Mr. Drury also writes terrific passages about our moral and political decay; passages equally apt today. “… he had seen America rise and rise and rise, some sort of golden legend to her own people, some sort of impossible fantasy to others to be hated or loved according to their own cupidity, envy, and greed, or lack of it; rise and rise and rise and rise—and then, in the sudden burst of Soviet science … the golden legend crumbled, overnight the fall began, the heart went out of it, a too complacent and uncaring people awoke to find themselves naked with the winds of the world howling around their ears, the impossible merry-go-round slowed down. Now, the reaction was on … a time of worry and confusions and uncertainty.”

I find odd comfort in A Tale of Two Cities and Advice and Consent; the comfort that we have seen this all before, we will see it again, and somehow we will survive. But it is a brittle assurance. A time will come when we won’t survive, when we contort our systems so out of shape that revolution, genocide, apocalypse, even extinction prevail. When we humans turn the best of times into the worst of times.

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First Kiss Girl / First Kiss Boy

I woke this morning to the memories of first kiss; a rather pleasant way to greet the day.


My first real kiss arrived unexpectedly in 1971. My family had recently moved to Oklahoma; I was invited to a party with fledging high school friends. When Kristen switched off the living room lights at an opportune moment, the girl next to me—let’s call her Grace—wiggled into my arms and introduced me to the wonder of open lips and wandering tongue. As a newcomer to Native America, I suppressed my inclination to recoil from local customs. I imitated her technique.

I worried that Grace, and others, would intuit my greenhorn status. But Monday gossip whistled along our high school corridors that Shorty Fallon was a good kisser. I breathed relief and thanked god that, as a tuba player born in the bottle-fed 1950’s, I possessed both excellent embouchure and insatiable oral need.


Grace and I proved to be an excellent pair of kissers. After all, she played French horn. But the pressures of dating eclipsed our ecstasy. In Oklahoma circa 1971 high school sweethearts often skipped right on into marriage and parenthood. Everyone seemed to dance to that agenda except me, constitutionally thick to unspoken customs. Grace and I crashed and burned before high school’s end with drama worthy of Dallas. I headed East.

My second first kiss occurred two years later, back in Oklahoma, at a holiday party during my first return from college. The crowd was pretty much the same, though we had graduated from Kristen’s mother’s living room to Allen’s basement apartment. Furtive sips of Boone’s Farm had given way to cases of Bud. We shared just enough joints to spawn a cloudy haze. As our night of reverie approached dawn, I stood against a doorframe, silent, my customary dullard response to a second hand high.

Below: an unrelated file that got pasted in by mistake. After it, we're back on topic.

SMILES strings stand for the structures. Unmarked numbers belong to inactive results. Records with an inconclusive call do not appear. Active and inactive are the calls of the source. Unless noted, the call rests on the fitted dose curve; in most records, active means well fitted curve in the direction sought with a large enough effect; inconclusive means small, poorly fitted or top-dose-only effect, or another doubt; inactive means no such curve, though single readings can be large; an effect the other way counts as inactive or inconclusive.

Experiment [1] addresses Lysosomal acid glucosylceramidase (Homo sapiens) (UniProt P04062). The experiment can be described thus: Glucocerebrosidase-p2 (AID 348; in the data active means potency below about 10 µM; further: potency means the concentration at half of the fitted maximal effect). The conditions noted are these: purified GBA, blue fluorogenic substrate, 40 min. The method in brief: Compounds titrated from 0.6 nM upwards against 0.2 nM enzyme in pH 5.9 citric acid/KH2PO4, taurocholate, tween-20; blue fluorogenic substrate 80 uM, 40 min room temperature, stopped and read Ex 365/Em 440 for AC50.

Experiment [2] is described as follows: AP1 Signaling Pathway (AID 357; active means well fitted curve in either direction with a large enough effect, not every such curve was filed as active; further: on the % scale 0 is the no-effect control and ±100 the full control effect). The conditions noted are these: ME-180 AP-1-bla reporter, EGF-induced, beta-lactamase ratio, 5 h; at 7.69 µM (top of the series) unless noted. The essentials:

‘William’ came up to me, round and bleary from a lack of sleep and an excess of everything else. Any introductory words are long forgotten. He moved toward my face. Our lips drew open and closed upon each other. William was a large boy, 250 pounds if an ounce. I fell into his girth. I felt the stubble breaking through his pimply skin. Almost a man.

Our kiss lasted hours, or so it seemed. It certainly lingered past daybreak. One long, wet, hot, beer and dope smooch. Our tongues must have tangled, though what I most recall is the hollow void within his immense cheeks, the support of his solid mass. I have no clue if anyone else saw us, or cared what they saw. We did not pull away until mutually satisfied. “I love you, Shorty.” Words I’d heard from Grace, and the girl after that. Words I had never repeated, and did not repeat now, although coming from William, their meaning was less fraught.

I never kissed William again. He died young. I’ve always felt loved by him, and trust he knew I reciprocated our affection.

For almost twenty years after kissing William, I marched to a life plan: marriage; school; children; career; that didn’t even acknowledge the possibility of guys. I was not unhappy, neither was I content or fulfilled. I kept thinking that striving for what I ought to want would one day deliver satisfaction. It never did.

When the life I constructed imploded, I started kissing boys again. Men now, with guts and sagging chins, exciting despite the weight of gravity. The singular aspect I liked most about being gay was not the rough skin or surplus appendages. It was the spontaneity. In the 1990’s, after HIV was understood and before marriage was possible, gay men’s actions and emotions existed in the moment. Completely. We celebrated fundamental natures that are evolutionarily irrational.

I am grateful to live in a time and place where being gay carries no penalty; I work for a time when that can apply to everyone, everywhere. My preference for kissing boys over girls doesn’t have any repercussions for my life, aside from making it so much more satisfying.

And so when I awake to the memory of my first boy kiss, I simply luxuriate in the delight.



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Won’t You Be My Neighbor?